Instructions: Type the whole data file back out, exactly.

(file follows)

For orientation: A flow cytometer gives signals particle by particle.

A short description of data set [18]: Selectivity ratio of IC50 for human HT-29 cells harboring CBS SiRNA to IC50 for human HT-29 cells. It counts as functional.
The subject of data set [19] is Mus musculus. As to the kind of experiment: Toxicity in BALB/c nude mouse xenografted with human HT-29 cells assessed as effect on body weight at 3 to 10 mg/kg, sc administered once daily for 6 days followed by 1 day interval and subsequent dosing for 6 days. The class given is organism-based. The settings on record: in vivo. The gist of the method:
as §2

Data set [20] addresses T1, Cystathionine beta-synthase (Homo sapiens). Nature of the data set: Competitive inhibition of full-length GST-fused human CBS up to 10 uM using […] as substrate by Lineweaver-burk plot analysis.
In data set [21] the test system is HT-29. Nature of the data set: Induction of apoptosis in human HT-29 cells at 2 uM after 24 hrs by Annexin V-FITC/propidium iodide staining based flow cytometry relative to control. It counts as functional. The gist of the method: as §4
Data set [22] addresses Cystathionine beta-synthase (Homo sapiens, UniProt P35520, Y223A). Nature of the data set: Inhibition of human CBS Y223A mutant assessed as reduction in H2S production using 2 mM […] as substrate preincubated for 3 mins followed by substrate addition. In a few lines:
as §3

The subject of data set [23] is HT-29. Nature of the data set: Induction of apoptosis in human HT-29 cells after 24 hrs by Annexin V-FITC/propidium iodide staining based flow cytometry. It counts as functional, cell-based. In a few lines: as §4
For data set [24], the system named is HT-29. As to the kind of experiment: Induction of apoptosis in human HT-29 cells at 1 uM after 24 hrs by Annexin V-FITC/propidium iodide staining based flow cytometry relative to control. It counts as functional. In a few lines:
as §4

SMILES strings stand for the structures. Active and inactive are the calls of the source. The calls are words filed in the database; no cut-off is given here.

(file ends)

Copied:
For orientation: A flow cytometer gives signals particle by particle.

A short description of data set [18]: Selectivity ratio of IC50 for human HT-29 cells harboring CBS SiRNA to IC50 for human HT-29 cells. It counts as functional.
The subject of data set [19] is Mus musculus. As to the kind of experiment: Toxicity in BALB/c nude mouse xenografted with human HT-29 cells assessed as effect on body weight at 3 to 10 mg/kg, sc administered once daily for 6 days followed by 1 day interval and subsequent dosing for 6 days. The class given is organism-based. The settings on record: in vivo. The gist of the method:
as §2

Data set [20] addresses T1, Cystathionine beta-synthase (Homo sapiens). Nature of the data set: Competitive inhibition of full-length GST-fused human CBS up to 10 uM using […] as substrate by Lineweaver-burk plot analysis.
In data set [21] the test system is HT-29. Nature of the data set: Induction of apoptosis in human HT-29 cells at 2 uM after 24 hrs by Annexin V-FITC/propidium iodide staining based flow cytometry relative to control. It counts as functional. The gist of the method: as §4
Data set [22] addresses Cystathionine beta-synthase (Homo sapiens, UniProt P35520, Y223A). Nature of the data set: Inhibition of human CBS Y223A mutant assessed as reduction in H2S production using 2 mM […] as substrate preincubated for 3 mins followed by substrate addition. In a few lines:
as §3

The subject of data set [23] is HT-29. Nature of the data set: Induction of apoptosis in human HT-29 cells after 24 hrs by Annexin V-FITC/propidium iodide staining based flow cytometry. It counts as functional, cell-based. In a few lines: as §4
For data set [24], the system named is HT-29. As to the kind of experiment: Induction of apoptosis in human HT-29 cells at 1 uM after 24 hrs by Annexin V-FITC/propidium iodide staining based flow cytometry relative to control. It counts as functional. In a few lines:
as §4

SMILES strings stand for the structures. Active and inactive are the calls of the source. The calls are words filed in the database; no cut-off is given here.